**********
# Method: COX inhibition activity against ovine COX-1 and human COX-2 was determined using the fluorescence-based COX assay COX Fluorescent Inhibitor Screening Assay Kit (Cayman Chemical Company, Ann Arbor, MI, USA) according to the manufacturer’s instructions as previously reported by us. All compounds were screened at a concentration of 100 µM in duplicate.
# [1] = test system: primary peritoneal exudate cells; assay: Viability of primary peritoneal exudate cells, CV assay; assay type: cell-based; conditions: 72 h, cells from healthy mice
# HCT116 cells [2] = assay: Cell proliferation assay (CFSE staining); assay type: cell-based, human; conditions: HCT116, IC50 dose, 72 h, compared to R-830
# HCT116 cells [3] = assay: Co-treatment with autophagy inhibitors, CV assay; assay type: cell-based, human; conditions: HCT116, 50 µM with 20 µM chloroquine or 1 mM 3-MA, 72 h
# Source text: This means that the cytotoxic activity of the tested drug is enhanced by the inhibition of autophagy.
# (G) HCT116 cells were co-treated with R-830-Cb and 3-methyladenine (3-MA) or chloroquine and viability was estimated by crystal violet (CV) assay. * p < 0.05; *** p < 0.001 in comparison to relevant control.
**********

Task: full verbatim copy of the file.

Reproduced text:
# Method: COX inhibition activity against ovine COX-1 and human COX-2 was determined using the fluorescence-based COX assay COX Fluorescent Inhibitor Screening Assay Kit (Cayman Chemical Company, Ann Arbor, MI, USA) according to the manufacturer’s instructions as previously reported by us. All compounds were screened at a concentration of 100 µM in duplicate.
# [1] = test system: primary peritoneal exudate cells; assay: Viability of primary peritoneal exudate cells, CV assay; assay type: cell-based; conditions: 72 h, cells from healthy mice
# HCT116 cells [2] = assay: Cell proliferation assay (CFSE staining); assay type: cell-based, human; conditions: HCT116, IC50 dose, 72 h, compared to R-830
# HCT116 cells [3] = assay: Co-treatment with autophagy inhibitors, CV assay; assay type: cell-based, human; conditions: HCT116, 50 µM with 20 µM chloroquine or 1 mM 3-MA, 72 h
# Source text: This means that the cytotoxic activity of the tested drug is enhanced by the inhibition of autophagy.
# (G) HCT116 cells were co-treated with R-830-Cb and 3-methyladenine (3-MA) or chloroquine and viability was estimated by crystal violet (CV) assay. * p < 0.05; *** p < 0.001 in comparison to relevant control.